SODA API End Point for Chicago Data Portal

Writing the Python Script

Requesting the Data from API

Create a new file with the following. The following codes use the urllib library to read the JSON data from the source. Pandas dataframe read the JSON response and create a Pandas dataframe from it.

Request JSON file from Chicago Data Portal API

You can run the script by opening up your terminal and change directory to where your script is located and use the following commands. You should see similar output like this in your terminal.

First 5 rows of the Dataframe

Modifying the Data and Create Geometry

Now our python object has a Pandas data frame from the JSON file. We will create a geometry column based on the information provided and modify the data. The data supply the longitude and latitude information and we will use it to create a Point geometry with the Shapely library. In the ‘create_gdf’ method, longitude and latitude column is grouped together and transform into a Sharply Point object. Then the Geopandas library can use the ‘geom‘ column to create a GeoDataFrame.

GeoDataFrame can be used to perform spatial operations on its own. To find out more about how it works, visit the official Geopandas website. Once the Geopandas dataframe is created. A method was included to remove columns of the GeoDataFrame by supplying a list argument. You can include more methods to manipulate the data before importing it into the PostGIS database. There are numerous methods you can use from the Pandas library.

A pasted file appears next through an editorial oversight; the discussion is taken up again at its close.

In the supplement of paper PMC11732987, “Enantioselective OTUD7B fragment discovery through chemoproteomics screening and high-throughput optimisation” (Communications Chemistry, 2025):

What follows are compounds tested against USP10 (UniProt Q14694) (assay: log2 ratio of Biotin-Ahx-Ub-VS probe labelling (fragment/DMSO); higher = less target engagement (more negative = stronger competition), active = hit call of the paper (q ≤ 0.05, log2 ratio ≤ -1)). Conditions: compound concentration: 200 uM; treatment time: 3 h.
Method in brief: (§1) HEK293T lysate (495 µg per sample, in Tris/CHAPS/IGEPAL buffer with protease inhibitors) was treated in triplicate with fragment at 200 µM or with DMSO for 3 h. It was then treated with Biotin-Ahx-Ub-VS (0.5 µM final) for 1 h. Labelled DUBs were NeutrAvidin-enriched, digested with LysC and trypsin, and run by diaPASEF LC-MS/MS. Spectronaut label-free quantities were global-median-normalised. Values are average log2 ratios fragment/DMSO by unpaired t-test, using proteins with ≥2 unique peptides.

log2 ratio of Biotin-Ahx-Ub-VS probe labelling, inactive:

Create GeodataFrame and clean up the data

Import Data into PostGIS

Now the data is cleaned and ready to be imported. We will use two different libraries to help us connect to the PostGIS database and import the data. These two libraries are sqlalchemy and geoalchemy2. Sqlalchymy establishes a connection with the PostGIS database and geoalchemy2 tells the database how to read our geospatial data.

HINT: Make sure the schema in the PostGIS database already exists and the user has the read and write privilege permission for that schema.

The ‘create_wkt_element’ function transform a geometry into a Well Know Text (WKT) and apply the projection of 4326 (WGS 84). The ‘transform_to_wkt’ method than uses the function created earlier to apply to all the rows in the GeoDataFrame.

Lastly, the ‘to_postgis’ method uses the engine created and connect to the PostGIS database and write the data.

Final Check

The script should run and import the data into the PostGIS database. To double check, open up pgAdmin and connect to the PostGIS database. You should see that under the ‘bicycle’ schema, there is a table name ‘chicago_rack’.

Double checking the data


In this guide, we have successfully converted a JSON file online into rows in our PostGIS database. We connected to a web API using Python. Then download the JSON data from the API. Clean up the data and then import it to the PostGIS. You can adapt the process to work with different type of spatial data or apply different cleanup methods that suite your needs. Leave a comment below if you have any suggestion!